Why there were saints? They clung to the God who saw them in their darkness. They clung to the Lord who has them safely in His hands. In the cross, not just at it, they found the peace that allowed them to relax, and be sustained by the God who came to them. St. Josemaria nails it, there is the cross, the Gospel, and they promise that we will rise with Christ, that we have risen with Jesus.
Even if we can’t see it yet.
He has found us, for He sees in the darkness.
Count on that, even as you listen for His voice, even as He reveals the glorious light of His love for you.
Lord, have mercy on us, as we struggle in the darkness. Help us to depend on You, to be guided, cared for and healed by Jesus, for this is what You have always promised your people. AMEN!
Escriva, Josemaria. The Way (Kindle Locations 1151-1153). Scepter Publishers. Kindle Edition.
Discussion/Devotional thought of the day:
There are days when it seems the trials and traumas never end. For a pastor, perhaps we see this more often than others, but I don’t think so. There are so many things out there to cause anxiety, from health issues to financial struggles, to friends and family in trauma, to marriages and relationships that struggle and need supernatural help to survive and heal.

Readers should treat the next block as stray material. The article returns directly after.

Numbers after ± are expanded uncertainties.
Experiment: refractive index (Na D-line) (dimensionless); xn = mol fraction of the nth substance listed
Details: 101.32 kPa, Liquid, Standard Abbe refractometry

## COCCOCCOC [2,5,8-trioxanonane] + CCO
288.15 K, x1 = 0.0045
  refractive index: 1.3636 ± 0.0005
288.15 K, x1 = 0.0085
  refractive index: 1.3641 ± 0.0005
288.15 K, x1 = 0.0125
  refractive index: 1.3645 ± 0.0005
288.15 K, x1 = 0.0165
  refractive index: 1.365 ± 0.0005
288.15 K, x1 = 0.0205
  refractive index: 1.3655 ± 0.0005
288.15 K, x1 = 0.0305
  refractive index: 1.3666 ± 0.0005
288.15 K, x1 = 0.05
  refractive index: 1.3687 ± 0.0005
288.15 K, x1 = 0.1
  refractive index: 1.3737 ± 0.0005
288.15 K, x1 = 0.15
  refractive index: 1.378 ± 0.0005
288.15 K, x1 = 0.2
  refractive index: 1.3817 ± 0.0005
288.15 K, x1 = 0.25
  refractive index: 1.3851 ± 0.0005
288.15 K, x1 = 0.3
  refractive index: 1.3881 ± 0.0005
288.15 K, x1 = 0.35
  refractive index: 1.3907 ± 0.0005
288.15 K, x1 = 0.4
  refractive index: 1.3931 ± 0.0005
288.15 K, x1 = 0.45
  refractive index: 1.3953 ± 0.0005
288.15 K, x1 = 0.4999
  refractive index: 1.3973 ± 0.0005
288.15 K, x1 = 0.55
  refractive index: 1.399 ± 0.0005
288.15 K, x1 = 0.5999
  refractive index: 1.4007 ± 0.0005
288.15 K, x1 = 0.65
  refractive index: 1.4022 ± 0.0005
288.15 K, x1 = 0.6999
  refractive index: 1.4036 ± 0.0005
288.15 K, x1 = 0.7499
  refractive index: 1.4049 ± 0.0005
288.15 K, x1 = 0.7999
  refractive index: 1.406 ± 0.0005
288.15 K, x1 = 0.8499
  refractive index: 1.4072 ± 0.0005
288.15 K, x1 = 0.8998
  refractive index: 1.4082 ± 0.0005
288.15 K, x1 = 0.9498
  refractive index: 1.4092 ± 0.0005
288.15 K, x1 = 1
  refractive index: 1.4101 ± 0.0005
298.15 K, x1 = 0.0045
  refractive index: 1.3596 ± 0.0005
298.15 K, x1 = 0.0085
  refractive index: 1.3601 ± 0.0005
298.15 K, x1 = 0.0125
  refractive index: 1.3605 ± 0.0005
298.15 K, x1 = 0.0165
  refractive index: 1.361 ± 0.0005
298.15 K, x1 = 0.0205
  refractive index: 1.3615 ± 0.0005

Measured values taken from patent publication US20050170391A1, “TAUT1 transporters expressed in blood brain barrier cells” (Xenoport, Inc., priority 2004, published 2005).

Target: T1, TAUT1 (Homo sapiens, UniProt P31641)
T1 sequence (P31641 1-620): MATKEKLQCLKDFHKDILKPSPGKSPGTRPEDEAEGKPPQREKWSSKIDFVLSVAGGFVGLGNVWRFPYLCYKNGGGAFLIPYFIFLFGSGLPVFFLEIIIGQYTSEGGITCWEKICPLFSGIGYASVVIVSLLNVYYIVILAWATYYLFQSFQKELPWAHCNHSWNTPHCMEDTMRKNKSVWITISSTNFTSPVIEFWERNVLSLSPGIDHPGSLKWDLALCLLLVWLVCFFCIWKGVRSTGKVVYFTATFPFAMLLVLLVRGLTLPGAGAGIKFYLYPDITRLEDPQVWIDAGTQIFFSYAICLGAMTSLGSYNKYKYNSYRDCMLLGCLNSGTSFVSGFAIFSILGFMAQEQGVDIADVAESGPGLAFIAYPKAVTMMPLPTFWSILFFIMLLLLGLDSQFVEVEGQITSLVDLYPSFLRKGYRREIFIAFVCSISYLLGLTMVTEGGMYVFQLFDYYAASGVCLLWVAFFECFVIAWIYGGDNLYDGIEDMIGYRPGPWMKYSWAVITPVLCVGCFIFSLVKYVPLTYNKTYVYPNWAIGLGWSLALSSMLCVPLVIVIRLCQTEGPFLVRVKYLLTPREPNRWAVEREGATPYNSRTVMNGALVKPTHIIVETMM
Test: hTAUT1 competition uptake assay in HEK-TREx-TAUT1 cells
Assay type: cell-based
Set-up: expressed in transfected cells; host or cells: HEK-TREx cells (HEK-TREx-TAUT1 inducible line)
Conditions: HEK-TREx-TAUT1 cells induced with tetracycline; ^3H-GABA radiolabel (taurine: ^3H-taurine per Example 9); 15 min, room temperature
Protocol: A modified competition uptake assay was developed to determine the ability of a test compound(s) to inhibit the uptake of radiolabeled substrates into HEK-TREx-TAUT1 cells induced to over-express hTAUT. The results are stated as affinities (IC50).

As I related yesterday, I’ve had a few myself – from dieing to surgeries, and to being there for people in the midst of so many issues. I have found that in the midst of adversity, in the midst of trauma, there is both a sense of peace, and strength that is there that isn’t mine, but it is available to me. It is one of the reasons I am writing a book about churches in trauma – to remind them of what is already there… for them..
In this mornings devotion, I came across two notes that reveal it a little, once you think them through:
475 You realize you are weak. And so, indeed, you are. In spite of all that—rather, because of it—God has sought you. He always uses inadequate instruments so that the work may be seen to be his. From you he asks only docility.
476 When you really give yourself to God, no difficulty will be able to shake your optimism. (Escriva, Josemaria (2010-11-02). The Way (Kindle Locations 1165-1168). Scepter Publishers. Kindle Edition.)